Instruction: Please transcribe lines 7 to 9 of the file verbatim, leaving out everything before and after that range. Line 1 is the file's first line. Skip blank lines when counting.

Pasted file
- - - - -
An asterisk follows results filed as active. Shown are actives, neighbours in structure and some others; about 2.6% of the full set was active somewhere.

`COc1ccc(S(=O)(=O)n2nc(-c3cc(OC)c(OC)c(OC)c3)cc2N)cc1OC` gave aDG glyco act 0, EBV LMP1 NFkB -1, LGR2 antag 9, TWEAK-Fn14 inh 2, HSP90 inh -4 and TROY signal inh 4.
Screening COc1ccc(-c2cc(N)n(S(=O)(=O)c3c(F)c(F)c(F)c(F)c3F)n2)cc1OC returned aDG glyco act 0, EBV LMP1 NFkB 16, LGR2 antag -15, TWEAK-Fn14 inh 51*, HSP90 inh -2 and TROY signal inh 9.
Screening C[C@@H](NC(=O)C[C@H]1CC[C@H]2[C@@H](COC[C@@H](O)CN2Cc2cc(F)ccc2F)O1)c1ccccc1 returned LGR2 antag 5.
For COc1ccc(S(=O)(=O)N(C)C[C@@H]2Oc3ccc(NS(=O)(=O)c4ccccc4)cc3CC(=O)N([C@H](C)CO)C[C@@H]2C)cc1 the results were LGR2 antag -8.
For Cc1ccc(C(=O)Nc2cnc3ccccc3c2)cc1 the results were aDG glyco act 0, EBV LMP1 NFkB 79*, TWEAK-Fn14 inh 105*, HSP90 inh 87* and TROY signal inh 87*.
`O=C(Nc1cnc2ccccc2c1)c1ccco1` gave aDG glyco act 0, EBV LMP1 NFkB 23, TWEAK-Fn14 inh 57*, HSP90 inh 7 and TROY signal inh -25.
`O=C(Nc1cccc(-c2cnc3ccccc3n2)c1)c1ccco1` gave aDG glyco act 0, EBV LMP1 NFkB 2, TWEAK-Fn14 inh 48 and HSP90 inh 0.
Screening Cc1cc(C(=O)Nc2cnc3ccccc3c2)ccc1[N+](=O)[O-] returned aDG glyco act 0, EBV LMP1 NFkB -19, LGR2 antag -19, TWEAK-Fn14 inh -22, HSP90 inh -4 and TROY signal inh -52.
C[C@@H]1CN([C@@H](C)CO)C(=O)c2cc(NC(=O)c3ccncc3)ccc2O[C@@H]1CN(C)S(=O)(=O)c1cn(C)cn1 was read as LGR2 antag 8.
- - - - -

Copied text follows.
`O=C(Nc1cnc2ccccc2c1)c1ccco1` gave aDG glyco act 0, EBV LMP1 NFkB 23, TWEAK-Fn14 inh 57*, HSP90 inh 7 and TROY signal inh -25.
`O=C(Nc1cccc(-c2cnc3ccccc3n2)c1)c1ccco1` gave aDG glyco act 0, EBV LMP1 NFkB 2, TWEAK-Fn14 inh 48 and HSP90 inh 0.
Screening Cc1cc(C(=O)Nc2cnc3ccccc3c2)ccc1[N+](=O)[O-] returned aDG glyco act 0, EBV LMP1 NFkB -19, LGR2 antag -19, TWEAK-Fn14 inh -22, HSP90 inh -4 and TROY signal inh -52.